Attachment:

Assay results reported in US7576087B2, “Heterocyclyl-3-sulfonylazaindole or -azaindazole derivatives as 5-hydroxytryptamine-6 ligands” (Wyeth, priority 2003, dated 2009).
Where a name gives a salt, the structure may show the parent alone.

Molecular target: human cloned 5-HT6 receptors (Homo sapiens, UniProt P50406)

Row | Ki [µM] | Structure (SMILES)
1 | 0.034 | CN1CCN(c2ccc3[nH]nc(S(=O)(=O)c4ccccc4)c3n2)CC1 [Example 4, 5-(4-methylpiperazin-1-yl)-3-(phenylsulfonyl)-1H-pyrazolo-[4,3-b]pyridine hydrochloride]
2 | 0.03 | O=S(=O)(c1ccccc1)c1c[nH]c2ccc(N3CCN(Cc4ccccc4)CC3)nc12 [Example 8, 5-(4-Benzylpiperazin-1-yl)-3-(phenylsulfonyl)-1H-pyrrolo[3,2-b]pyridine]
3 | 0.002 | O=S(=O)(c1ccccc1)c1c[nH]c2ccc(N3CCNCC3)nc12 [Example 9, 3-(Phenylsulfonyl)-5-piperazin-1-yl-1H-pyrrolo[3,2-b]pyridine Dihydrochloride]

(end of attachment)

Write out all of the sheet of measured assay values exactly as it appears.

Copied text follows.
Assay results reported in US7576087B2, “Heterocyclyl-3-sulfonylazaindole or -azaindazole derivatives as 5-hydroxytryptamine-6 ligands” (Wyeth, priority 2003, dated 2009).
Where a name gives a salt, the structure may show the parent alone.

Molecular target: human cloned 5-HT6 receptors (Homo sapiens, UniProt P50406)

Row | Ki [µM] | Structure (SMILES)
1 | 0.034 | CN1CCN(c2ccc3[nH]nc(S(=O)(=O)c4ccccc4)c3n2)CC1 [Example 4, 5-(4-methylpiperazin-1-yl)-3-(phenylsulfonyl)-1H-pyrazolo-[4,3-b]pyridine hydrochloride]
2 | 0.03 | O=S(=O)(c1ccccc1)c1c[nH]c2ccc(N3CCN(Cc4ccccc4)CC3)nc12 [Example 8, 5-(4-Benzylpiperazin-1-yl)-3-(phenylsulfonyl)-1H-pyrrolo[3,2-b]pyridine]
3 | 0.002 | O=S(=O)(c1ccccc1)c1c[nH]c2ccc(N3CCNCC3)nc12 [Example 9, 3-(Phenylsulfonyl)-5-piperazin-1-yl-1H-pyrrolo[3,2-b]pyridine Dihydrochloride]